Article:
What happens if your book gets cancelled or series doesn’t continue to get published?

contract signingThere are many reasons to have an agent in your corner, but the dreaded book cancellation–or having the plug pulled on your series–is a big one. Your agent will be your shoulder to cry on and help you with next steps.

Unfortunately, it happens and it’s not fun for anyone. This is not legal advice, but some experiences that you might have heard about.

Here are a few scenarios:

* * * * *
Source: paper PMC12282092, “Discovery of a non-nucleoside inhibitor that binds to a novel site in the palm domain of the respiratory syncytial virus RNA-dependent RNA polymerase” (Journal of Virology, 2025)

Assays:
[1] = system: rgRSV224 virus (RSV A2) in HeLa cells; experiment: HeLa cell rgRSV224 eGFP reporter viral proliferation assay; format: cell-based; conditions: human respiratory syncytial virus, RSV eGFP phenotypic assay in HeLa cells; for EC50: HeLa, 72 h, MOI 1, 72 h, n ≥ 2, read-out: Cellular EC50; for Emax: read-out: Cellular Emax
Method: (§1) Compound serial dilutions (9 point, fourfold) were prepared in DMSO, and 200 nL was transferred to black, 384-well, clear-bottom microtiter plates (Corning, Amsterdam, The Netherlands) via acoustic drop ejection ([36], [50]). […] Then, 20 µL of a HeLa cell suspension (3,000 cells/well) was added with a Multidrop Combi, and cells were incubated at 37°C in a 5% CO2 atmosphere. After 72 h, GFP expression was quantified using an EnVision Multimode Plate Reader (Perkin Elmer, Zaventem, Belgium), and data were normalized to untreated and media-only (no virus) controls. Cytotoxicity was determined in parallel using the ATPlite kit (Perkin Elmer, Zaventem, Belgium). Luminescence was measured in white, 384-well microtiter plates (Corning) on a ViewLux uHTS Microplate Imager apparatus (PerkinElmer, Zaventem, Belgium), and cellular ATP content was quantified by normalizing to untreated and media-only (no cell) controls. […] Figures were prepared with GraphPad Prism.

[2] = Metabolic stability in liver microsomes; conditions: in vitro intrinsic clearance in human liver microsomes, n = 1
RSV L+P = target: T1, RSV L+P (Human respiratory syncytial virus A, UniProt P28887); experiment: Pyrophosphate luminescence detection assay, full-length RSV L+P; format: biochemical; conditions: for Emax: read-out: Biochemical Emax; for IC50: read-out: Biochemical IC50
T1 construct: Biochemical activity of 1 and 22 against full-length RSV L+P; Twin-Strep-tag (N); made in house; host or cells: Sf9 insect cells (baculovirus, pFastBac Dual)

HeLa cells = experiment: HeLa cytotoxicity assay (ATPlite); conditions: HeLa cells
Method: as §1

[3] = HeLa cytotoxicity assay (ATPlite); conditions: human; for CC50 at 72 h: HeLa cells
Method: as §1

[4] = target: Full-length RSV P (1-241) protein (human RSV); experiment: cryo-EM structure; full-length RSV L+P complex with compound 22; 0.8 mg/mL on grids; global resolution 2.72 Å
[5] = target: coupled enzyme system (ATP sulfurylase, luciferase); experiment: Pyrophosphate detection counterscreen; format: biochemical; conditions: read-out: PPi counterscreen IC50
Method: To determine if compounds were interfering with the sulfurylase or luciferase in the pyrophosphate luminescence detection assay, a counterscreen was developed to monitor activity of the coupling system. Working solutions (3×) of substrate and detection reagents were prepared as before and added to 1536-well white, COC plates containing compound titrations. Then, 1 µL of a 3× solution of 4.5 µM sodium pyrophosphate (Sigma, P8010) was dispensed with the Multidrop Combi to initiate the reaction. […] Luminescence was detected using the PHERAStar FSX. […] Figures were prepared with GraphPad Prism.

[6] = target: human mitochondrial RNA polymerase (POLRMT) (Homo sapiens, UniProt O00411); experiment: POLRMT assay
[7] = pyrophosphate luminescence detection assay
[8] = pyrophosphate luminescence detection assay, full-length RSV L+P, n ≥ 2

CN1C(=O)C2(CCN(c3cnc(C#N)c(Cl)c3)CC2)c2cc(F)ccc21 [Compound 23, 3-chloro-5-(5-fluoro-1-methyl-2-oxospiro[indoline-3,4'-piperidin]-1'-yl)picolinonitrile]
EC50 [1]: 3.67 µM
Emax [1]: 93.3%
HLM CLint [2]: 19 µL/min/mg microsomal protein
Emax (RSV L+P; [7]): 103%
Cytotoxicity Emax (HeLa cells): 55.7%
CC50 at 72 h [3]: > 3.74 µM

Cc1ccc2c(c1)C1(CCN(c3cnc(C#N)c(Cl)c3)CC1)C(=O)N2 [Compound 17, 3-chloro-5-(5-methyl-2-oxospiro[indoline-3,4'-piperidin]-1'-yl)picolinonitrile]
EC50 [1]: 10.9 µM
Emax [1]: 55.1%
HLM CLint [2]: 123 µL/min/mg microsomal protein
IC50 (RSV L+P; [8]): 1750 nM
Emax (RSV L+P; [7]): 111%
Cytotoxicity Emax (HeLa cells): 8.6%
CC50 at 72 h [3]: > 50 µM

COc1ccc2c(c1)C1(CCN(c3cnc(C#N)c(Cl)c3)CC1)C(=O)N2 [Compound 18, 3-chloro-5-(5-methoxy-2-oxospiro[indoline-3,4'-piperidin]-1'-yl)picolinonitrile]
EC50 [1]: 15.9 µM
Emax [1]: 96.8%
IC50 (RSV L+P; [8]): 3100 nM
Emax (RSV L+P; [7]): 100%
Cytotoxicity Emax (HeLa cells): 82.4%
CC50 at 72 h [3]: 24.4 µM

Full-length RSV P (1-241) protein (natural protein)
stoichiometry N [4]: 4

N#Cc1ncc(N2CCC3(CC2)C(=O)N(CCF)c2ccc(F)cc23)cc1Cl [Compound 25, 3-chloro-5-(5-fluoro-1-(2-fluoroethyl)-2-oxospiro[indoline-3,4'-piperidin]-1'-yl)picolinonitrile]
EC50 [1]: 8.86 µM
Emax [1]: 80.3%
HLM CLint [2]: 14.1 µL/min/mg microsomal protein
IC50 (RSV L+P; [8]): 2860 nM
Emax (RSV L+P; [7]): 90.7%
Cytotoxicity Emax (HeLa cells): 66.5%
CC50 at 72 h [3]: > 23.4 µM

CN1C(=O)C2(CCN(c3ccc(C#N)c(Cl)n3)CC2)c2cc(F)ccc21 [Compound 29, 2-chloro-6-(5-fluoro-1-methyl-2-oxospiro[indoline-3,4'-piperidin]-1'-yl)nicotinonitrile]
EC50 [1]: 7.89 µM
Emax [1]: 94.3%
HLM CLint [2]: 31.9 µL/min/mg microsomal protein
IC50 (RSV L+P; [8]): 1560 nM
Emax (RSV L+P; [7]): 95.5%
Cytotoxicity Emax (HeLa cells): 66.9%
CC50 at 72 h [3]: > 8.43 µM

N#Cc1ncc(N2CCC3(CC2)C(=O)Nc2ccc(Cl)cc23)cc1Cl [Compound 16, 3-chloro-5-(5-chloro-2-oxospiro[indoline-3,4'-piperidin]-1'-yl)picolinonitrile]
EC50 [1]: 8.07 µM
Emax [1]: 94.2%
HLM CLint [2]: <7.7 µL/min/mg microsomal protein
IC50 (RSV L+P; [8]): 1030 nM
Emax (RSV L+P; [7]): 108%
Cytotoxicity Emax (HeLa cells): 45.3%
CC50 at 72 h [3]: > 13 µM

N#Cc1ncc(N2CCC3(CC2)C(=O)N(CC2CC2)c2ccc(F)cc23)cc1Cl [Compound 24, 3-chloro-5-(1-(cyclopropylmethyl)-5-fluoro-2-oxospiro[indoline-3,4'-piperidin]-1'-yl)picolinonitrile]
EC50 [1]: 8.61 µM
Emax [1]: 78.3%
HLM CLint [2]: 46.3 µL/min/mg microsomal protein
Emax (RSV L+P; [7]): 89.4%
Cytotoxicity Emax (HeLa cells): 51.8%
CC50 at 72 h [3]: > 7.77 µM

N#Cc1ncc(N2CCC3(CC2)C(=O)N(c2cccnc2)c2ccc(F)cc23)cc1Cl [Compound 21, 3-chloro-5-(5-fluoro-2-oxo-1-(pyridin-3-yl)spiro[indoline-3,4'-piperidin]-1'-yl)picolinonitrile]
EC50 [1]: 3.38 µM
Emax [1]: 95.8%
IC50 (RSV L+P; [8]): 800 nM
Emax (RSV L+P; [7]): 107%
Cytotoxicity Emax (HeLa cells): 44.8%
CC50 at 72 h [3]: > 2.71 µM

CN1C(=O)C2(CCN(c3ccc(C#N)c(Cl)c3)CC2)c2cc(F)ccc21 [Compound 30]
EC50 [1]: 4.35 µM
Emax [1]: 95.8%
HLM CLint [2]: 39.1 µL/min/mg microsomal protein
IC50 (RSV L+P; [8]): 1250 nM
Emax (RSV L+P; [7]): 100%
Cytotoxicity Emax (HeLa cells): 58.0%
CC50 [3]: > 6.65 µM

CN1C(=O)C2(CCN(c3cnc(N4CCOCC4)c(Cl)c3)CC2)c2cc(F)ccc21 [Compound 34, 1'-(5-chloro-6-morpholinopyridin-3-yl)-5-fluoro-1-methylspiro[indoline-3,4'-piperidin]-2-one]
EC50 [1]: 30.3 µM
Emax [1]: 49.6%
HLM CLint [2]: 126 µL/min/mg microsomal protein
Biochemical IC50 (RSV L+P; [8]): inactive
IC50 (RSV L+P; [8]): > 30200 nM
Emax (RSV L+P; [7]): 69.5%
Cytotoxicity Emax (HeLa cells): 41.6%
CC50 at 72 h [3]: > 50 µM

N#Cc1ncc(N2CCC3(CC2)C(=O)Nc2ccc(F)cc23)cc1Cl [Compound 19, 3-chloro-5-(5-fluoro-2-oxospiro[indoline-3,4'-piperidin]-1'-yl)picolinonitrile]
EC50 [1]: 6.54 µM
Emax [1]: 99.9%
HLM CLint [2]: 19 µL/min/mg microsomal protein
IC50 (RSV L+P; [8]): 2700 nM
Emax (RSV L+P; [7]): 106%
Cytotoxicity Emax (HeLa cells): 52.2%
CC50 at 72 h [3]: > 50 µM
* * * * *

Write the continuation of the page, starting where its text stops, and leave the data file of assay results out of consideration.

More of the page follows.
1. Your book gets cancelled before you sign your contract. This is heartbreaking, especially for debut authors. You’re so thrilled to have a book deal. Your agent negotiated the terms and accepted the offer. Next is the contract. However, sometimes things happen in this stage that stop it in its tracks (the publisher gets bought, the editors leaves, the publisher shutters an imprint, you can’t agree on terms etc). This is why agents usually like to wait until publishing contracts are signed to announce deals: to prevent this heartbreak from being too public in case we need to shop it again. But yes, we can shop it around again. Until the contract is signed, it’s nearly impossible to keep anyone accountable without suing them and even then you might not win if you don’t have a paper trail. So instead of taking legal action we dust ourselves off and continue to seek out a new home. You want a book deal because a publisher is crazy about your book (and will promote it with excitement), not because they have to.